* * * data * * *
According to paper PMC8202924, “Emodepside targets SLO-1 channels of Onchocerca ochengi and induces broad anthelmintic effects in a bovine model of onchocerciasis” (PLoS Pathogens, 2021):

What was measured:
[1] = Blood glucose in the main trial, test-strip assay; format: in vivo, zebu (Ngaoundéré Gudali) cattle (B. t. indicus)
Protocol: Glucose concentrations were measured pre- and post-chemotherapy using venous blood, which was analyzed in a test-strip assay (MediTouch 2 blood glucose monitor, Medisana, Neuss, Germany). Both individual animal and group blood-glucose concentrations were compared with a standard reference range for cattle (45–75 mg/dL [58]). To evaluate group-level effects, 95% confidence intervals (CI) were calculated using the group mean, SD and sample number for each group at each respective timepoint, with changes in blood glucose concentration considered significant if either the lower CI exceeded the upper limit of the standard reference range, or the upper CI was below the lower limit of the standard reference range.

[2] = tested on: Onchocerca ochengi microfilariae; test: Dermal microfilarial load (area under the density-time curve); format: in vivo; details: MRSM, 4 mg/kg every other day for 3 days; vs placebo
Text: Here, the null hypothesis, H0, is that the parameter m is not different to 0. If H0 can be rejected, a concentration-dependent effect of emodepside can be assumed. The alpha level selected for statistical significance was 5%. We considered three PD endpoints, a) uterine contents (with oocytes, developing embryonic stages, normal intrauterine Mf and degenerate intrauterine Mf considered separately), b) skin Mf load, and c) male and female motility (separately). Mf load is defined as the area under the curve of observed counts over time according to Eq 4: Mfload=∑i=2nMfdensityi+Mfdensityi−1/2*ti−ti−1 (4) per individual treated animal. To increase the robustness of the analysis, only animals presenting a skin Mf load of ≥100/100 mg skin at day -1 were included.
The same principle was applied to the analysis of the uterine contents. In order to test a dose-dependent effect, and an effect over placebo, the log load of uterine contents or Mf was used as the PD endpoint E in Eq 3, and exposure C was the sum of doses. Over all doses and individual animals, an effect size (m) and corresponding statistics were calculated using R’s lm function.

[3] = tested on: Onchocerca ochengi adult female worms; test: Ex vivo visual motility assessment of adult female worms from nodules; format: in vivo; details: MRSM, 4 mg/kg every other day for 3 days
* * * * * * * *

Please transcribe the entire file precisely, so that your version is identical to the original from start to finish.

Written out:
According to paper PMC8202924, “Emodepside targets SLO-1 channels of Onchocerca ochengi and induces broad anthelmintic effects in a bovine model of onchocerciasis” (PLoS Pathogens, 2021):

What was measured:
[1] = Blood glucose in the main trial, test-strip assay; format: in vivo, zebu (Ngaoundéré Gudali) cattle (B. t. indicus)
Protocol: Glucose concentrations were measured pre- and post-chemotherapy using venous blood, which was analyzed in a test-strip assay (MediTouch 2 blood glucose monitor, Medisana, Neuss, Germany). Both individual animal and group blood-glucose concentrations were compared with a standard reference range for cattle (45–75 mg/dL [58]). To evaluate group-level effects, 95% confidence intervals (CI) were calculated using the group mean, SD and sample number for each group at each respective timepoint, with changes in blood glucose concentration considered significant if either the lower CI exceeded the upper limit of the standard reference range, or the upper CI was below the lower limit of the standard reference range.

[2] = tested on: Onchocerca ochengi microfilariae; test: Dermal microfilarial load (area under the density-time curve); format: in vivo; details: MRSM, 4 mg/kg every other day for 3 days; vs placebo
Text: Here, the null hypothesis, H0, is that the parameter m is not different to 0. If H0 can be rejected, a concentration-dependent effect of emodepside can be assumed. The alpha level selected for statistical significance was 5%. We considered three PD endpoints, a) uterine contents (with oocytes, developing embryonic stages, normal intrauterine Mf and degenerate intrauterine Mf considered separately), b) skin Mf load, and c) male and female motility (separately). Mf load is defined as the area under the curve of observed counts over time according to Eq 4: Mfload=∑i=2nMfdensityi+Mfdensityi−1/2*ti−ti−1 (4) per individual treated animal. To increase the robustness of the analysis, only animals presenting a skin Mf load of ≥100/100 mg skin at day -1 were included.
The same principle was applied to the analysis of the uterine contents. In order to test a dose-dependent effect, and an effect over placebo, the log load of uterine contents or Mf was used as the PD endpoint E in Eq 3, and exposure C was the sum of doses. Over all doses and individual animals, an effect size (m) and corresponding statistics were calculated using R’s lm function.

[3] = tested on: Onchocerca ochengi adult female worms; test: Ex vivo visual motility assessment of adult female worms from nodules; format: in vivo; details: MRSM, 4 mg/kg every other day for 3 days